Mitt Romney wants to show the world he’ll be tougher on Iran than President Obama. Only he picked an odd way to go about it. Romney apparently backed away from a previous and seemingly firm commitment to “take military action” to stop Tehran’s nuclear program. Now, he says he’ll merely “back up American diplomacy with a very real and very credible military option.”
Writing in the Wall Street Journal, the inevitable Republican nominee (let’s be honest) offered a glimpse at his own strategy for stopping what looks more and more like an Iranian nuclear weapons effort. Romney vows to “restore the regular presence of aircraft carrier groups in the Mediterranean and the Persian Gulf region.” He says he will increase military aid to Israel, throw in his lot with Iranian dissidents, put new sanctions on Iran, all to “send an unequivocal signal” that the U.S. won’t permit Iran to go nuclear.
That’s short of proposing to bomb Iran — something his adviser Eric Edelman, a former Pentagon policy chief, advocates. It also appears to be a bit of a step back from the last time Romney ran for president, when he backed anti-Iran measures “from blockade to bombardment.” In 2007, he said, “If for some reasons [the Iranians] continue down their course of folly toward nuclear ambition, then I would take military action if that’s available to us.”
Obviously, there’s some wiggle room in that statement. (Who knows what a “course of folly” looks like, or whether or not a military strike is “available?”) Still, it’s a sizable shift from 2007 to 2011. Instead of committing (however loosely) to military action, Romney will now merely threaten Iran.
Why the relative dovishness from Mitt 2.0? Perhaps it’s because he’s closer to the presidency than he was during the last election cycle; would-be occupants of the Oval Office need to be more careful in their foreign policy pronouncements. Perhaps it’s that an aggressive, expansive, interventionist approach to global affairs isn’t quite as popular in today’s Republican base as it was in yesterday’s.
Either way, it’s part of a larger pivot that Romney has made — away from neoconservatism, and towards something more reserved. Back in 2007, Romney proposed a wide-ranging “Marshall Plan” to wholly reshape the Middle East. His current Mideast policy embraces the Arab Spring revolutionaries, but don’t go as far in terms of U.S. economic aid.
In 2007, Romney was full-throated in his support of more troops in Iraq. Today, there’s “public evidence of ambivalence” about the war in Afghanistan, as Eli Lake observed in The New Republic. “One lesson we’ve learned in Afghanistan is that Americans cannot fight another nation’s war of independence,” Romney said in a June debate.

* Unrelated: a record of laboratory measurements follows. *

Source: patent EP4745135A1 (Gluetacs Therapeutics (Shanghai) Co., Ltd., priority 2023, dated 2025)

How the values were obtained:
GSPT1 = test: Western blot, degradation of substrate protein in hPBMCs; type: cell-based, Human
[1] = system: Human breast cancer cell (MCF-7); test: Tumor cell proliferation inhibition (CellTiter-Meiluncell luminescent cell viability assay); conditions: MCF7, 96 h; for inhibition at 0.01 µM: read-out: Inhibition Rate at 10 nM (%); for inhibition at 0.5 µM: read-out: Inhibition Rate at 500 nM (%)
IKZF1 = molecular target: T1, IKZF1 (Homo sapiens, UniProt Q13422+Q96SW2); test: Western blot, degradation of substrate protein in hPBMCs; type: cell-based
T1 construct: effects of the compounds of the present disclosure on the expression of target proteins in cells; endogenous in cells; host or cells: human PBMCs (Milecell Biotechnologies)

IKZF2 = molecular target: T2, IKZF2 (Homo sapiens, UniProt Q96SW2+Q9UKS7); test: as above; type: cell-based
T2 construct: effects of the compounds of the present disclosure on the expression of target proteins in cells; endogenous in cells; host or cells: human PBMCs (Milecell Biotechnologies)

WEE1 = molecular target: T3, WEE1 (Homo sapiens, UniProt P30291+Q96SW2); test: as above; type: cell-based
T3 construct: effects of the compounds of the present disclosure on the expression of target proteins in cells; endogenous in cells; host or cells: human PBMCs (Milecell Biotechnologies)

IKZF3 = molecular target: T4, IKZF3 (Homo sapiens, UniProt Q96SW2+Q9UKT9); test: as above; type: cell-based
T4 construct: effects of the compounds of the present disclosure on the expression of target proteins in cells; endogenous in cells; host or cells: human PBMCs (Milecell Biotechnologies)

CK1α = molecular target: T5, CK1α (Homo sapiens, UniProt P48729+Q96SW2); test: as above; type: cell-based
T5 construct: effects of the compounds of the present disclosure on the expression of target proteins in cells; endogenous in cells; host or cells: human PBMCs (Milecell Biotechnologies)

In his Journal op-ed, Romney, who recently pushed for a radical expansion of the American Navy, doesn’t explain how adding U.S. aircraft carriers to the Gulf will actually stop Iran from going nuclear. “Only when the ayatollahs no longer have doubts about America’s resolve will they abandon their nuclear ambitions,” he writes. Except that Iran is way paranoid about a hostile U.S. already, and it’s not curbed the mullahs’ nuclear ambitions.
The rest of the op-ed is a case against Obama’s Iran policy. Obama was wrong to propose direct diplomacy with Iran. He was wrong not to loudly stick up for the 2009 Iranian dissident “Green Revolution” movement (as Obama did for later democracy movements in the region). He was wrong to impose merely weak sanctions on the Iranian regime. He was wrong to pursue a diplomatic rapprochement with Moscow, to boot. All this “White House fecklessness,” Romney writes, has “conveyed an image of American weakness.”
Maybe. But if not for the so-called Russia Reset, President Romney might inherit an Iran armed with one of the most powerful anti-aircraft systems in the world, a scheduled arms sale Obama (and the Israelis) nixed. If President Romney backed the Greens, the mullahs might have painted them as U.S. stooges, or triggered Iranian attacks on U.S. troops in Iraq and Afghanistan. Romney might also specify which harsher sanctions he’d impose — while explaining how they’d pass without Russian help. (International sanctions are tougher than the ones the U.S. imposes on its own.)
Romney also neglects the harsher things Obama’s done on Iran. The new U.S. missile defense system in Europe — which Romney derides – is designed to stop Iranian missiles. The CIA for years has disrupted the Iranian nuclear program’s supply chain. Iranian nuke scientists have lately died mysterious deaths. Romney also doesn’t mention Stuxnet, the worm that messed up Iran’s centrifuge control system – which may be a joint U.S.-Israeli cyberweapon.
None of this is to say Obama’s Iran policy is working. Most importantly, Iran may indeed go nuclear on his watch, after Obama argued in 2008 that a dovish approach would yield geopolitical dividends. Even Obama’s own defense secretary and former CIA director doesn’t think sanctions will stop the Iranians. If there’s a logic to which Mideast dissident movements Obama will scorn and which he’ll wage wars to support, that logic has not be made apparent to anyone outside the White House. Eighteen months after Obama kept largely silent about the protests rocking the U.S.’ biggest enemy in the region, he spoke up loudly in support of the movement which overthrew one of America’s longest-standing friends, Egyptian president Hosni Mubarak. If that’s Romney’s criticism, it’s fair.
But if Romney’s problem is with Obama’s dovishness, it’s odd that Romney 2.0 is more dovish than Romney 1.0. All of which raises the question of what Romney 3.0 — President Romney, that is — would actually do about Iran.